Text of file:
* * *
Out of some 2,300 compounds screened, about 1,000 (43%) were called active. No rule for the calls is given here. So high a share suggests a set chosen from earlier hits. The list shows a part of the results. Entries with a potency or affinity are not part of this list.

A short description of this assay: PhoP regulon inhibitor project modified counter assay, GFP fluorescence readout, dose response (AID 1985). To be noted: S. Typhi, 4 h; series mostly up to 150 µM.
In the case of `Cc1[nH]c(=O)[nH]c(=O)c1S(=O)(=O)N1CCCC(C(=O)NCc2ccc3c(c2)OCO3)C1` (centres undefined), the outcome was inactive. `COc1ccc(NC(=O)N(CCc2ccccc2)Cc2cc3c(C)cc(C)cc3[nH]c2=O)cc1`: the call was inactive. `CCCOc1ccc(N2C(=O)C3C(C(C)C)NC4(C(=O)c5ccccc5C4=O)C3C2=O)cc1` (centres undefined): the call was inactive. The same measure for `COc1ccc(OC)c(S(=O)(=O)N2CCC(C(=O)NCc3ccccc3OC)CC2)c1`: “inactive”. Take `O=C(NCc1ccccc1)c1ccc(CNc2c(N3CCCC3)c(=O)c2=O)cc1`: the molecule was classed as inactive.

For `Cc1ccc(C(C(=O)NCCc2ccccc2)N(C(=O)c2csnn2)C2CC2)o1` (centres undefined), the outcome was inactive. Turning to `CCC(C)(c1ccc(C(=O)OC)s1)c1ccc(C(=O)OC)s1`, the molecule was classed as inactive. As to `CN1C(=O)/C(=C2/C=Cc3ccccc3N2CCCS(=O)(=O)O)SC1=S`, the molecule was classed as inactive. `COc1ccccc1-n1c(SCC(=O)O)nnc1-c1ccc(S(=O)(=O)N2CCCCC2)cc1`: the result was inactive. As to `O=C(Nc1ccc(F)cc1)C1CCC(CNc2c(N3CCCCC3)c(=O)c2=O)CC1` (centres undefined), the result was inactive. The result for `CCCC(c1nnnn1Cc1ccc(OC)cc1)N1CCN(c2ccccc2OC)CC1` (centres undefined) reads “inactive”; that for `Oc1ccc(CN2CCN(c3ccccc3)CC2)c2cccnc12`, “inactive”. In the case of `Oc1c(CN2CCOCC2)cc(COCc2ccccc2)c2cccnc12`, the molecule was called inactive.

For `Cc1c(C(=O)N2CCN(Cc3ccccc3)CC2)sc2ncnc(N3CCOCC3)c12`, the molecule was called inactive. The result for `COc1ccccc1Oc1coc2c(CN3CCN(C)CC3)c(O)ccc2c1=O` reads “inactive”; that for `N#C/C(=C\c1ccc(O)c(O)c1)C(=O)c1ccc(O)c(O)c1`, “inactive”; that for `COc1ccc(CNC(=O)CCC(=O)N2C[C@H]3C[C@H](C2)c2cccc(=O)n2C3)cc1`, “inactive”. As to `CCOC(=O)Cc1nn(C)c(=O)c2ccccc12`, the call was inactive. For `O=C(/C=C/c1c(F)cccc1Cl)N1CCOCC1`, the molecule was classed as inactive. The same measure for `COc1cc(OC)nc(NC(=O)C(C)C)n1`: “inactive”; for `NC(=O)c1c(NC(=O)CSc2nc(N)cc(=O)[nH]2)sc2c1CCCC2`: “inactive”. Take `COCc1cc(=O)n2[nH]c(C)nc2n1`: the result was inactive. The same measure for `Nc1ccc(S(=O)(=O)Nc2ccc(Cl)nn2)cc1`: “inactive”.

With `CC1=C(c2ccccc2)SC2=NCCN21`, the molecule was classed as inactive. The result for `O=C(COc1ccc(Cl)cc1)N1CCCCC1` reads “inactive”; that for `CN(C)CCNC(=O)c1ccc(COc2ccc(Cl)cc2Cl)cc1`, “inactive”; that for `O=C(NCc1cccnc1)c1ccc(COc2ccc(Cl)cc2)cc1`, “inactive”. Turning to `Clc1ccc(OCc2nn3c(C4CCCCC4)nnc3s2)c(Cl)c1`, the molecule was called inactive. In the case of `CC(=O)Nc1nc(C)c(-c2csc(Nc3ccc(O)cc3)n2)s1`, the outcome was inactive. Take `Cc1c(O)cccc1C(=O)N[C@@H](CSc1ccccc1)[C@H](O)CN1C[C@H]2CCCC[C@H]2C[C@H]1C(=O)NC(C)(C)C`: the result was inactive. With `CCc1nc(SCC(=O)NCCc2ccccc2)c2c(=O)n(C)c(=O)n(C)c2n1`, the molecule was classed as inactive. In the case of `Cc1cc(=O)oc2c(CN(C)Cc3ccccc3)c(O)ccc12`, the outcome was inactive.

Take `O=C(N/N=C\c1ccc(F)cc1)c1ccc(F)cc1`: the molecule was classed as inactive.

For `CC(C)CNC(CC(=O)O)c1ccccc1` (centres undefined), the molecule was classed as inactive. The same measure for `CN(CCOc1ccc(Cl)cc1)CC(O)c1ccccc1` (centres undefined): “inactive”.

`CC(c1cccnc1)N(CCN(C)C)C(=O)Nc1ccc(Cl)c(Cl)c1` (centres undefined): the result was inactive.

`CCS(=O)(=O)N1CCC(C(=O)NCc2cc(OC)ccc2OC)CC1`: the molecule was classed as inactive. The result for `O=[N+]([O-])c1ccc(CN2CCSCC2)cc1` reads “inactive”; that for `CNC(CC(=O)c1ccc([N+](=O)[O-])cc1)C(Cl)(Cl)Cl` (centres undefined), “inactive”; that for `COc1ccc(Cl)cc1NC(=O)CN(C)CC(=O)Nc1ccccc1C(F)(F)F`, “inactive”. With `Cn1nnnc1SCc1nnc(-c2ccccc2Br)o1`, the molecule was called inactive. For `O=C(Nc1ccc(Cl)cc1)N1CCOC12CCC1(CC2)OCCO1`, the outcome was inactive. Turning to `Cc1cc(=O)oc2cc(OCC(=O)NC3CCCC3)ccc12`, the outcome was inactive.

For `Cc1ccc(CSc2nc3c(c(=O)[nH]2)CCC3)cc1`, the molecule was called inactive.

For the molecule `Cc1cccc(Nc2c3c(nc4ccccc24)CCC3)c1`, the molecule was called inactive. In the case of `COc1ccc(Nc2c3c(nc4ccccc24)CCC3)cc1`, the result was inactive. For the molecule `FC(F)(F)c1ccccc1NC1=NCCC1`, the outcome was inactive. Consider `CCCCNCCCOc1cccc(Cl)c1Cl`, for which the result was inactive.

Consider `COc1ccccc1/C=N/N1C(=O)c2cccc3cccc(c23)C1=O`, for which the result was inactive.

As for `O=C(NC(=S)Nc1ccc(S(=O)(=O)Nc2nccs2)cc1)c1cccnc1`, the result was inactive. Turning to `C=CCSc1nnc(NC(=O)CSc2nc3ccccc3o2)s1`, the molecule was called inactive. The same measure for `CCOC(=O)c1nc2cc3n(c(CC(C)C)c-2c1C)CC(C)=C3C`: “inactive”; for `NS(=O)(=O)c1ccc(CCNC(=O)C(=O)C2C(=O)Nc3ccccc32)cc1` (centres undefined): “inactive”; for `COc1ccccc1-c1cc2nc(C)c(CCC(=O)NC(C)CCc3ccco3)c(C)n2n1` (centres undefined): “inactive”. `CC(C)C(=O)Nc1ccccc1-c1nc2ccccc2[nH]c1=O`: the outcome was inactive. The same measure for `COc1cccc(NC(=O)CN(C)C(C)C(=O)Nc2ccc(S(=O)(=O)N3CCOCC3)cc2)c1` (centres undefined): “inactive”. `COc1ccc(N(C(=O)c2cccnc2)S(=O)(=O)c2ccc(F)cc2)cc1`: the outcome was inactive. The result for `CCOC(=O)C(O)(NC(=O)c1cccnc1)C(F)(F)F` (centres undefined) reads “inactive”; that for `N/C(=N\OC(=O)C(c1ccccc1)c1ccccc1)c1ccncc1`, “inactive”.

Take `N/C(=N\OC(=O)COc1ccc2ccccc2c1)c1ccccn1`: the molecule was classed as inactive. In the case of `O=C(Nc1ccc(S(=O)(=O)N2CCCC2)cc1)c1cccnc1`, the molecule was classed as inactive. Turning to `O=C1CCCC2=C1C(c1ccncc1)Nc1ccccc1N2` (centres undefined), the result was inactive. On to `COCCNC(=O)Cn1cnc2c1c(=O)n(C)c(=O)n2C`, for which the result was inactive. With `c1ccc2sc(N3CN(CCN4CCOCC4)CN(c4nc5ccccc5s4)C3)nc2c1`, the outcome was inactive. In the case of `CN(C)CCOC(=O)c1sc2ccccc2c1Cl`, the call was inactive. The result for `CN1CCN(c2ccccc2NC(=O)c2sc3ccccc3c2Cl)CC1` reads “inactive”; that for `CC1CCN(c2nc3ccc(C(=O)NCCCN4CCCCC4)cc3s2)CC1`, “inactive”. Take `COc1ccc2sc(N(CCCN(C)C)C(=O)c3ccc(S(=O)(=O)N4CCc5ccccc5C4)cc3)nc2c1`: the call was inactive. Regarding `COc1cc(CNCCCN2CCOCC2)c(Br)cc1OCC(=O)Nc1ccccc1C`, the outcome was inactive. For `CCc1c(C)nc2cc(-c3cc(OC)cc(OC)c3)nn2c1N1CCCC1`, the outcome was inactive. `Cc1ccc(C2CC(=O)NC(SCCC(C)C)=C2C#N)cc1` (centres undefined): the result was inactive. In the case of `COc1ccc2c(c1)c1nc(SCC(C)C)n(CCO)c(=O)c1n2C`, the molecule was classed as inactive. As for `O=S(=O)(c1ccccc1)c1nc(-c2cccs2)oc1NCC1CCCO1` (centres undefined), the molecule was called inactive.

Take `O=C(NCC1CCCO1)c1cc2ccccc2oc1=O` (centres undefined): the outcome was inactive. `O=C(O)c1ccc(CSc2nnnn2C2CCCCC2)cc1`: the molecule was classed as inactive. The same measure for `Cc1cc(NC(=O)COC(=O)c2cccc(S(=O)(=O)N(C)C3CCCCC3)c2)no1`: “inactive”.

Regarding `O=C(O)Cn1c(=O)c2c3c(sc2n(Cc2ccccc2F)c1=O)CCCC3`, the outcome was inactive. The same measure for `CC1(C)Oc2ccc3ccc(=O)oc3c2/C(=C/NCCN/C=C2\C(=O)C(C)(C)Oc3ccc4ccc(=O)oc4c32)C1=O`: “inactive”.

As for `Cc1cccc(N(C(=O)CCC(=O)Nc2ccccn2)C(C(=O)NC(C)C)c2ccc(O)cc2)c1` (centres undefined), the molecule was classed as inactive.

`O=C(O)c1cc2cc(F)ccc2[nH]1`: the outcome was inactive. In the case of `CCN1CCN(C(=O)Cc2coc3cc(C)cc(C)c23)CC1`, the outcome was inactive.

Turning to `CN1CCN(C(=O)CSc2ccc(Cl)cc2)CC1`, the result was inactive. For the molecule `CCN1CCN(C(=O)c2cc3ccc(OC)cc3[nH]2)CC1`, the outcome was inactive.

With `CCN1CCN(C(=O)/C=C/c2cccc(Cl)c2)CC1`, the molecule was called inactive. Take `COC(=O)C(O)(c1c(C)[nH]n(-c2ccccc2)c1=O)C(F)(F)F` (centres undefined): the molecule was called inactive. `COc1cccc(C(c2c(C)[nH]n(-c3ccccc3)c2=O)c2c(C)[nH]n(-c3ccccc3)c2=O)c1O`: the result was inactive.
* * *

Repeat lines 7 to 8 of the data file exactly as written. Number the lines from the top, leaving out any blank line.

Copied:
Take `O=C(N/N=C\c1ccc(F)cc1)c1ccc(F)cc1`: the molecule was classed as inactive.

For `CC(C)CNC(CC(=O)O)c1ccccc1` (centres undefined), the molecule was classed as inactive. The same measure for `CN(CCOc1ccc(Cl)cc1)CC(O)c1ccccc1` (centres undefined): “inactive”.